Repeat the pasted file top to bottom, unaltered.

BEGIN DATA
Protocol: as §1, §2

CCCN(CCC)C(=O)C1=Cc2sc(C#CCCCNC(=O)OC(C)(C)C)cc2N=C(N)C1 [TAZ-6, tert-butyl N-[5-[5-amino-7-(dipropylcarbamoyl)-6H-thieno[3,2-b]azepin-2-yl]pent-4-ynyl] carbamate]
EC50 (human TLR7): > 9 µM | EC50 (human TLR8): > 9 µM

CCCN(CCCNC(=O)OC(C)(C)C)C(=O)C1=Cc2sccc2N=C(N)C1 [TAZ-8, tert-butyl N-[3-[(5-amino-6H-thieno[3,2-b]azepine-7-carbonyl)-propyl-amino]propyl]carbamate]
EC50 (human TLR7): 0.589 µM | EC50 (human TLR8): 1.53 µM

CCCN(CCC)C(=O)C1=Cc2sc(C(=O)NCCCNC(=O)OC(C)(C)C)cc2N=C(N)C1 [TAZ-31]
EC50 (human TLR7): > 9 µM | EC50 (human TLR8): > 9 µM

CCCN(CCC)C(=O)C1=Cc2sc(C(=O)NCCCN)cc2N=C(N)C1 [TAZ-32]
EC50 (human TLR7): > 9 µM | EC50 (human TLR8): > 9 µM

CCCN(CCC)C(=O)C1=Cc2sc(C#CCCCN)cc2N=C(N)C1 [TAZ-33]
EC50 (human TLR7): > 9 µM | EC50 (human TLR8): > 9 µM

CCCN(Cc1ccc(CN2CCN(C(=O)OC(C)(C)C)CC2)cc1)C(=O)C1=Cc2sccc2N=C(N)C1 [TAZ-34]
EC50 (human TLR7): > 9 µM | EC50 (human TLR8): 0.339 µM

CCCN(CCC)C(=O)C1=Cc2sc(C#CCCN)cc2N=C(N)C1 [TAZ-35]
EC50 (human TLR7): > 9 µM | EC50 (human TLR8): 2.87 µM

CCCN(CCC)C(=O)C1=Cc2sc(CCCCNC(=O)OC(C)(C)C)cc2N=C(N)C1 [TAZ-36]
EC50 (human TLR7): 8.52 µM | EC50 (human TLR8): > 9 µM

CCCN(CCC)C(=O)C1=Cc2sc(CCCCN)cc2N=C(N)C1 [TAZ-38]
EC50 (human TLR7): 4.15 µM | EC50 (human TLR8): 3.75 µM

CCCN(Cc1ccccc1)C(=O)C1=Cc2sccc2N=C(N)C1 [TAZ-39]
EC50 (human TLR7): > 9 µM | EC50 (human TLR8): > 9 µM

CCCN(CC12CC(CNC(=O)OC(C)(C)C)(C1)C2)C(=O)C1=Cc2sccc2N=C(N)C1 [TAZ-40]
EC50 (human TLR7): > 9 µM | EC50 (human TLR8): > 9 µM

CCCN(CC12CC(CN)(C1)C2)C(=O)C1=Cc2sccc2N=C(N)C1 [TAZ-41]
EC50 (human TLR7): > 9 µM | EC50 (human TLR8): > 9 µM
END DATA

Protocol: as §1, §2

CCCN(CCC)C(=O)C1=Cc2sc(C#CCCCNC(=O)OC(C)(C)C)cc2N=C(N)C1 [TAZ-6, tert-butyl N-[5-[5-amino-7-(dipropylcarbamoyl)-6H-thieno[3,2-b]azepin-2-yl]pent-4-ynyl] carbamate]
EC50 (human TLR7): > 9 µM | EC50 (human TLR8): > 9 µM

CCCN(CCCNC(=O)OC(C)(C)C)C(=O)C1=Cc2sccc2N=C(N)C1 [TAZ-8, tert-butyl N-[3-[(5-amino-6H-thieno[3,2-b]azepine-7-carbonyl)-propyl-amino]propyl]carbamate]
EC50 (human TLR7): 0.589 µM | EC50 (human TLR8): 1.53 µM

CCCN(CCC)C(=O)C1=Cc2sc(C(=O)NCCCNC(=O)OC(C)(C)C)cc2N=C(N)C1 [TAZ-31]
EC50 (human TLR7): > 9 µM | EC50 (human TLR8): > 9 µM

CCCN(CCC)C(=O)C1=Cc2sc(C(=O)NCCCN)cc2N=C(N)C1 [TAZ-32]
EC50 (human TLR7): > 9 µM | EC50 (human TLR8): > 9 µM

CCCN(CCC)C(=O)C1=Cc2sc(C#CCCCN)cc2N=C(N)C1 [TAZ-33]
EC50 (human TLR7): > 9 µM | EC50 (human TLR8): > 9 µM

CCCN(Cc1ccc(CN2CCN(C(=O)OC(C)(C)C)CC2)cc1)C(=O)C1=Cc2sccc2N=C(N)C1 [TAZ-34]
EC50 (human TLR7): > 9 µM | EC50 (human TLR8): 0.339 µM

CCCN(CCC)C(=O)C1=Cc2sc(C#CCCN)cc2N=C(N)C1 [TAZ-35]
EC50 (human TLR7): > 9 µM | EC50 (human TLR8): 2.87 µM

CCCN(CCC)C(=O)C1=Cc2sc(CCCCNC(=O)OC(C)(C)C)cc2N=C(N)C1 [TAZ-36]
EC50 (human TLR7): 8.52 µM | EC50 (human TLR8): > 9 µM

CCCN(CCC)C(=O)C1=Cc2sc(CCCCN)cc2N=C(N)C1 [TAZ-38]
EC50 (human TLR7): 4.15 µM | EC50 (human TLR8): 3.75 µM

CCCN(Cc1ccccc1)C(=O)C1=Cc2sccc2N=C(N)C1 [TAZ-39]
EC50 (human TLR7): > 9 µM | EC50 (human TLR8): > 9 µM

CCCN(CC12CC(CNC(=O)OC(C)(C)C)(C1)C2)C(=O)C1=Cc2sccc2N=C(N)C1 [TAZ-40]
EC50 (human TLR7): > 9 µM | EC50 (human TLR8): > 9 µM

CCCN(CC12CC(CN)(C1)C2)C(=O)C1=Cc2sccc2N=C(N)C1 [TAZ-41]
EC50 (human TLR7): > 9 µM | EC50 (human TLR8): > 9 µM